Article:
Detroit City FC leaders share early plans for new Corktown stadium with fan owners

Detroit City Football Club recently bought land where an abandoned hospital stands in Corktown, with hopes of building a new home pitch.

A DCFC banner hanging on the Southwest Detroit Hospital property in Corktown where the club plans to build a stadium.

A DCFC banner hanging on the Southwest Detroit Hospital property in Corktown where the club plans to build a stadium.

During the COVID-19 pandemic, Detroit City Football Club (DCFC) launched a crowd funding campaign for fans to invest in the team. That group now owns about 10% of the club.

A meeting this week at a bar in Corktown was the first opportunity for those supporters to ask questions and mull over plans for a new home pitch. That’s after DCFC recently purchased a plot of land in Corktown where they hope to build a stadium with capacity for 14,000 fans.

Team leadership also revealed a number of items that were not previously announced, like how the team is working with a design group in England to draw up blueprints for the venue.

Team CEO, Sean Mann, says fan feedback will be an important, if not unavoidable, part of the design process.

“We see these folks all the time, they corner us everywhere,” Mann said. “Even before we get to proper listening sessions, they’ve been telling us what they want in a stadium for quite a while.

Listen: Detroit City owner community gets in on stadium plans

Keyworth outdated

The club has played at the 8,000 capacity Keyworth Stadium in Hamtramck since 2016.

At the time, DCFC was a semi-professional club. But the team has grown a lot since then and now plays professionally in the United Soccer League.

John Sarge, one of the team’s fan owners, says while he enjoys the history of Keyworth, the field isn’t suited for pro soccer.


“I mean it’s barely wide enough,” Sarge said. “I’m glad I’m not playing on the pitch because if you don’t watch, you’re going into the cushions that we put on the walls.”

He also hopes a new home brings improved accessibility.

DCFC owner Megan Heberlein is looking forward to updated amenities. She says the bathroom arrangement at the Hamtramck stadium is less-than-ideal.

“‘Rustic’ is a good word,” she said. “To have updated bathrooms would be lovely.”

DCFC front office staff Todd Kropp (left), Alex Wright (center), and Sean Mann (right) talk to owners at a team meeting.

Gameday experience

There are certain things about DCFC’s current home that fans want to see at the new Corktown venue, as DCFC owner Jason Schubb explains.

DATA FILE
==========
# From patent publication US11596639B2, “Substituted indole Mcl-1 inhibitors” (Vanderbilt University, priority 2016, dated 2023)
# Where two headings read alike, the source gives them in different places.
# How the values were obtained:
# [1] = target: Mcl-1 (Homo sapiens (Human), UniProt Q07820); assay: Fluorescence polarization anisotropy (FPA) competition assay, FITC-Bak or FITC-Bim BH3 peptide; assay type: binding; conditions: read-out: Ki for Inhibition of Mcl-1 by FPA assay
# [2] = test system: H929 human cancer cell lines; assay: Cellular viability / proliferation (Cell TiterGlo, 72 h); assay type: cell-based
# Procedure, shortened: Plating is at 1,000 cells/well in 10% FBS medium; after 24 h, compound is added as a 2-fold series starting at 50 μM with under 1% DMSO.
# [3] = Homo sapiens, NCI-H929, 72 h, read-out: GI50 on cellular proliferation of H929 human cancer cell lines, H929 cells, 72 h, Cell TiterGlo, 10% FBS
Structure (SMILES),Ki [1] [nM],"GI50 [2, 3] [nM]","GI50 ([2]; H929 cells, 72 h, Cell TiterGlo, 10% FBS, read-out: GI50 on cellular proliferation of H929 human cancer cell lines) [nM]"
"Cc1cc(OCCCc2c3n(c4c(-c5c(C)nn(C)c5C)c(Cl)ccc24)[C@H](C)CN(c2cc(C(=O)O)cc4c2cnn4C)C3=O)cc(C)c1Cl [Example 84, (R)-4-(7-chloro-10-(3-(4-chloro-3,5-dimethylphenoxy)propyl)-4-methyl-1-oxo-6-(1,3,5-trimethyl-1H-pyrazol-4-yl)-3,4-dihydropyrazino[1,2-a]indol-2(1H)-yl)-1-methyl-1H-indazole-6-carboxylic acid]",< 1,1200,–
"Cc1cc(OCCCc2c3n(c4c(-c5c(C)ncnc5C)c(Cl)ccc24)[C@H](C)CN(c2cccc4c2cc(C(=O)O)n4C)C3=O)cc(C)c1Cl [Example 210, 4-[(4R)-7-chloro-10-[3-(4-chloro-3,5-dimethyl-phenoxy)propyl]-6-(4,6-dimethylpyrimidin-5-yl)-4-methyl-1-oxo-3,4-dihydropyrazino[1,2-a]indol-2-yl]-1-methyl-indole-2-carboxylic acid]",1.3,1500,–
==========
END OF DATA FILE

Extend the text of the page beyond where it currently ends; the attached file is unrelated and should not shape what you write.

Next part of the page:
“One thing we really want to have is the supporter section right on top of the field like we have [at Keyworth],” says Schubb.

In Hamtramck, the Northern Guard supporters — as the club’s hardcore fans are known — sit on the east sides of the field directly behind Detroit City’s player bench.  That’s different from a lot of soccer stadiums, where space behind the goal is typically earmarked as a supporter section.

“My big hope is that this new stadium allows for DCFC to still be the most affordable sporting event in the city.”

— AJ Petix, Detroit City supporter

“I think it actually is a benefit to the team,” Schubb said. “It creates an atmosphere unlike anything else in American sports.”

That isn’t all fans say Keyworth has going for it. Detroit City supporter AJ Petix says low prices for tickets and at concession stands are a big selling point.

“My big hope is that this new stadium allows for DCFC to still be the most affordable sporting event in the city,” Petix said.

Supporters think positively of the food trucks that show up on game day. The train track running alongside the stadium also creates a unique atmosphere, with fans waving at passing engineers who blow their horn as they pass.

Playing surface

Beyond maintaining a unique atmosphere, what the field is made of is also a priority raised by many of DCFC’s community owners. Fans, like Daniel Ahearn, say they want to see the players running around on grass, not turf.

“God created this game to be played on real grass,” Ahearn said.

Schubb is also on the grass bandwagon.

“In American soccer, most of the teams that are out there are playing on grass,” he said. “I think the teams prefer to play on it — the players definitely prefer to play on it.”

The future

Chief Creative Officer Alex Wright says it’s important that DCFC games maintain a special feel as the club becomes more prominent in the Detroit sports scene.

“What we’re always up against is there’s four historic and established professional teams in this town, and what we have to do is find a way to stand out,” said Wright.

Wright says overall inclusivity, as well as having men’s, women’s and youth teams, are things that can set Detroit City apart from the downtown sports landscape.

“Those are the kind of things we have to offer, that are bigger than trains or food trucks,” he said. “But it’s all part of the package that the more you follow this team, the more you realize what makes it so special.”

There’s still a lot to do before construction can kick-off at the Corktown site. For example, the long-vacant Northwest Detroit Hospital on the property will need to be knocked down.

DCFC leaders say they’re exploring a community benefits package to qualify for tax breaks from the city. If all goes to plan, the club hopes to be playing on its new field in 2027.

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  • Alex McLenon
    Alex McLenon is a Reporter with 101.9 WDET. McLenon is a graduate of Wayne State University, where he studied Media Arts & Production and Broadcast Journalism.